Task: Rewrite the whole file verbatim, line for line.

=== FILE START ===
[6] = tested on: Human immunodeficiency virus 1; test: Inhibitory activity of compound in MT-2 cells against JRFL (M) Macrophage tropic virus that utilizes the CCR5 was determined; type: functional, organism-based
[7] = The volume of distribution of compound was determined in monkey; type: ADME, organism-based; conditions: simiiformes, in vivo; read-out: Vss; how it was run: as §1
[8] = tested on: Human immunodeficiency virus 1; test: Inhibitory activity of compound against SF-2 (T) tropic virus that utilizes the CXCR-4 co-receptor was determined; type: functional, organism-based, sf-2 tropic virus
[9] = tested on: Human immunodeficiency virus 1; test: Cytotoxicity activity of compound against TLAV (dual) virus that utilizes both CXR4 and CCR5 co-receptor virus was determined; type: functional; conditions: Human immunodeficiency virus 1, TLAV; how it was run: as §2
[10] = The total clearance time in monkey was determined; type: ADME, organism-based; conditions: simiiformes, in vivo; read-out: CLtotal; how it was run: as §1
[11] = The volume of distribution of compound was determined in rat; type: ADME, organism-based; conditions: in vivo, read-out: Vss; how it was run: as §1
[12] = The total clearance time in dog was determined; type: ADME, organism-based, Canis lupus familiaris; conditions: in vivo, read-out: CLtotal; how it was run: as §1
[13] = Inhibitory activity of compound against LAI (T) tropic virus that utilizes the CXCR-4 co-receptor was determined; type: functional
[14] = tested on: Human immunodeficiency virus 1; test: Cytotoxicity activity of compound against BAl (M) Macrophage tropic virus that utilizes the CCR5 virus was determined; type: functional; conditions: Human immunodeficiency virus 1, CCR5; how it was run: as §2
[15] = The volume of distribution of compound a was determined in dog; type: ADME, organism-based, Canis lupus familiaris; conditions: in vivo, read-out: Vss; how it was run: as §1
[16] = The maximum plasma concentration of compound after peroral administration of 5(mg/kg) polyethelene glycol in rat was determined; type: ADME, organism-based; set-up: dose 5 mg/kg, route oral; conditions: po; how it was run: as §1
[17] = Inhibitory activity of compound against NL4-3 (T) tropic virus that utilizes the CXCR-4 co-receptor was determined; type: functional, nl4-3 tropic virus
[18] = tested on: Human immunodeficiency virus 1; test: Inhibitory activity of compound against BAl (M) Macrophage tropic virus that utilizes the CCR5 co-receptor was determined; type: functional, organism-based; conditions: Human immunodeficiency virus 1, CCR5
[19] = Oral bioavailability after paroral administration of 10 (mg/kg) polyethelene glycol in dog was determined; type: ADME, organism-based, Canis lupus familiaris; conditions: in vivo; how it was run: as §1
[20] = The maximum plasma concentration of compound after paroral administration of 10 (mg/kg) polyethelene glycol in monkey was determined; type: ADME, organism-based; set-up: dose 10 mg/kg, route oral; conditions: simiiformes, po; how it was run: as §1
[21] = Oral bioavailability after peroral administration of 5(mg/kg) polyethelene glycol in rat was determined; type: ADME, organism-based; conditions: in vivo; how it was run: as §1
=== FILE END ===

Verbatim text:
[6] = tested on: Human immunodeficiency virus 1; test: Inhibitory activity of compound in MT-2 cells against JRFL (M) Macrophage tropic virus that utilizes the CCR5 was determined; type: functional, organism-based
[7] = The volume of distribution of compound was determined in monkey; type: ADME, organism-based; conditions: simiiformes, in vivo; read-out: Vss; how it was run: as §1
[8] = tested on: Human immunodeficiency virus 1; test: Inhibitory activity of compound against SF-2 (T) tropic virus that utilizes the CXCR-4 co-receptor was determined; type: functional, organism-based, sf-2 tropic virus
[9] = tested on: Human immunodeficiency virus 1; test: Cytotoxicity activity of compound against TLAV (dual) virus that utilizes both CXR4 and CCR5 co-receptor virus was determined; type: functional; conditions: Human immunodeficiency virus 1, TLAV; how it was run: as §2
[10] = The total clearance time in monkey was determined; type: ADME, organism-based; conditions: simiiformes, in vivo; read-out: CLtotal; how it was run: as §1
[11] = The volume of distribution of compound was determined in rat; type: ADME, organism-based; conditions: in vivo, read-out: Vss; how it was run: as §1
[12] = The total clearance time in dog was determined; type: ADME, organism-based, Canis lupus familiaris; conditions: in vivo, read-out: CLtotal; how it was run: as §1
[13] = Inhibitory activity of compound against LAI (T) tropic virus that utilizes the CXCR-4 co-receptor was determined; type: functional
[14] = tested on: Human immunodeficiency virus 1; test: Cytotoxicity activity of compound against BAl (M) Macrophage tropic virus that utilizes the CCR5 virus was determined; type: functional; conditions: Human immunodeficiency virus 1, CCR5; how it was run: as §2
[15] = The volume of distribution of compound a was determined in dog; type: ADME, organism-based, Canis lupus familiaris; conditions: in vivo, read-out: Vss; how it was run: as §1
[16] = The maximum plasma concentration of compound after peroral administration of 5(mg/kg) polyethelene glycol in rat was determined; type: ADME, organism-based; set-up: dose 5 mg/kg, route oral; conditions: po; how it was run: as §1
[17] = Inhibitory activity of compound against NL4-3 (T) tropic virus that utilizes the CXCR-4 co-receptor was determined; type: functional, nl4-3 tropic virus
[18] = tested on: Human immunodeficiency virus 1; test: Inhibitory activity of compound against BAl (M) Macrophage tropic virus that utilizes the CCR5 co-receptor was determined; type: functional, organism-based; conditions: Human immunodeficiency virus 1, CCR5
[19] = Oral bioavailability after paroral administration of 10 (mg/kg) polyethelene glycol in dog was determined; type: ADME, organism-based, Canis lupus familiaris; conditions: in vivo; how it was run: as §1
[20] = The maximum plasma concentration of compound after paroral administration of 10 (mg/kg) polyethelene glycol in monkey was determined; type: ADME, organism-based; set-up: dose 10 mg/kg, route oral; conditions: simiiformes, po; how it was run: as §1
[21] = Oral bioavailability after peroral administration of 5(mg/kg) polyethelene glycol in rat was determined; type: ADME, organism-based; conditions: in vivo; how it was run: as §1